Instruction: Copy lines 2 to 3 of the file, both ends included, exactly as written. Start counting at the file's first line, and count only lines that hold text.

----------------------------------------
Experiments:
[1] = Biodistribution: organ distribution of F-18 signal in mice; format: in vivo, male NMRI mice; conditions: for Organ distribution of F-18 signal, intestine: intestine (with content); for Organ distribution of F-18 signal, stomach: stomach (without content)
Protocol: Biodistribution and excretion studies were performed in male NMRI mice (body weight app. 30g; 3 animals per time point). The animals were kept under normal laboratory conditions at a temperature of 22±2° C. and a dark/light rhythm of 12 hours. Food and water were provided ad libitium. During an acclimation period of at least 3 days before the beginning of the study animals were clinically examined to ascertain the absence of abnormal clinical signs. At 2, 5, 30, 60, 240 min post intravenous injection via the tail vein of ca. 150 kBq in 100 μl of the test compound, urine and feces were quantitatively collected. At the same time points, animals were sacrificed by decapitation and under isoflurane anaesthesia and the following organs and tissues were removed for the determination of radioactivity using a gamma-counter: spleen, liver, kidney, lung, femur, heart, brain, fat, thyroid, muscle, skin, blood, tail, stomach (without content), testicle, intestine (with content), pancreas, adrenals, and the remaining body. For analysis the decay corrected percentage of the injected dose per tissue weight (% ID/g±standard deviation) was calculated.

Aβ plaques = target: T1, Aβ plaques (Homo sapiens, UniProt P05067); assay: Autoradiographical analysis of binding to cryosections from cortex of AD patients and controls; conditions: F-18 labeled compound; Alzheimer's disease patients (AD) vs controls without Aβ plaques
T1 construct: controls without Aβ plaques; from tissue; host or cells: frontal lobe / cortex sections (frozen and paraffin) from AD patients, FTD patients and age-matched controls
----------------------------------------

[1] = Biodistribution: organ distribution of F-18 signal in mice; format: in vivo, male NMRI mice; conditions: for Organ distribution of F-18 signal, intestine: intestine (with content); for Organ distribution of F-18 signal, stomach: stomach (without content)
Protocol: Biodistribution and excretion studies were performed in male NMRI mice (body weight app. 30g; 3 animals per time point). The animals were kept under normal laboratory conditions at a temperature of 22±2° C. and a dark/light rhythm of 12 hours. Food and water were provided ad libitium. During an acclimation period of at least 3 days before the beginning of the study animals were clinically examined to ascertain the absence of abnormal clinical signs. At 2, 5, 30, 60, 240 min post intravenous injection via the tail vein of ca. 150 kBq in 100 μl of the test compound, urine and feces were quantitatively collected. At the same time points, animals were sacrificed by decapitation and under isoflurane anaesthesia and the following organs and tissues were removed for the determination of radioactivity using a gamma-counter: spleen, liver, kidney, lung, femur, heart, brain, fat, thyroid, muscle, skin, blood, tail, stomach (without content), testicle, intestine (with content), pancreas, adrenals, and the remaining body. For analysis the decay corrected percentage of the injected dose per tissue weight (% ID/g±standard deviation) was calculated.